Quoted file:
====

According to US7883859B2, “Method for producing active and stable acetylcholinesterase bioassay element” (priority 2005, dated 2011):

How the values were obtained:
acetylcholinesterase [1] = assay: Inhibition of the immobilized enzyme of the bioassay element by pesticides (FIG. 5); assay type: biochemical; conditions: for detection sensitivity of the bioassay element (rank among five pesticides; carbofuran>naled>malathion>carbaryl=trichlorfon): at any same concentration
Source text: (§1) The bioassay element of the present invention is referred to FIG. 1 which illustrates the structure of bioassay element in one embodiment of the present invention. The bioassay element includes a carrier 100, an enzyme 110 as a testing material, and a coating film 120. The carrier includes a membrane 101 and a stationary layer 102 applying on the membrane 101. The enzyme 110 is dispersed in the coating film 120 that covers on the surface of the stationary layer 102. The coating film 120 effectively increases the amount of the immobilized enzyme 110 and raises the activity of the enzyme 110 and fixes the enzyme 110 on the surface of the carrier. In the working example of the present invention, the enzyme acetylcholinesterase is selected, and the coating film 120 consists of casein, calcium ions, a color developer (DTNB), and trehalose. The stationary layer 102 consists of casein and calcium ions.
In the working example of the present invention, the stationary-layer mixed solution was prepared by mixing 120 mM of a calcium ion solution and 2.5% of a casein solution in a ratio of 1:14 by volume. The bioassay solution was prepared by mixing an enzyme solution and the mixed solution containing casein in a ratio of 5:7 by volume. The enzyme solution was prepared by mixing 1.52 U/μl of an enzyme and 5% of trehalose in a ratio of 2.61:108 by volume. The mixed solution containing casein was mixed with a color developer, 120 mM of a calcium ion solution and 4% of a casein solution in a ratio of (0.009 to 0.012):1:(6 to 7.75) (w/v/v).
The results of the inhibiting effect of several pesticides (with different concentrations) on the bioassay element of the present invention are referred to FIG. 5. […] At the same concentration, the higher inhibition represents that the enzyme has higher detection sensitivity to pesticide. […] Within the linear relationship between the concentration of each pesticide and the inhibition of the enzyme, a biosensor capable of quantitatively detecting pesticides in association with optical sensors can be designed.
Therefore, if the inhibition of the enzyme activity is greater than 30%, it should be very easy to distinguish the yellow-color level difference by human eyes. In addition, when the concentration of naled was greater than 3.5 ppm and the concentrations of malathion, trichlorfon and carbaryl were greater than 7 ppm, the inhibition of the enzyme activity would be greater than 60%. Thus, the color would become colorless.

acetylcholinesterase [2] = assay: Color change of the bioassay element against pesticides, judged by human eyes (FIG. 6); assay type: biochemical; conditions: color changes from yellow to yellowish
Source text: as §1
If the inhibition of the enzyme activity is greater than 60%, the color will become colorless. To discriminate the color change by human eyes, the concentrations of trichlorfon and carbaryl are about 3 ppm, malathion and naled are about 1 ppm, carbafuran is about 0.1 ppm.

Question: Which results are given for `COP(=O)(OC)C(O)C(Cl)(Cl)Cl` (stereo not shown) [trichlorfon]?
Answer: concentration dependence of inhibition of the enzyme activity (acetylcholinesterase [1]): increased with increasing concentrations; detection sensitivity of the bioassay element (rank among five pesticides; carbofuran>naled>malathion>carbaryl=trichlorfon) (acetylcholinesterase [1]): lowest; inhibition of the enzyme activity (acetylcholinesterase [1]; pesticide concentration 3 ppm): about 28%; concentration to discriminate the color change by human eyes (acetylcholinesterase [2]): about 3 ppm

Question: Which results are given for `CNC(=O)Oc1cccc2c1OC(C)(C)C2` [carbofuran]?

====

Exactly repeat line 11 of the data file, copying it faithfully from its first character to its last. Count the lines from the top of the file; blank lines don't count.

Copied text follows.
Question: Which results are given for `COP(=O)(OC)C(O)C(Cl)(Cl)Cl` (stereo not shown) [trichlorfon]?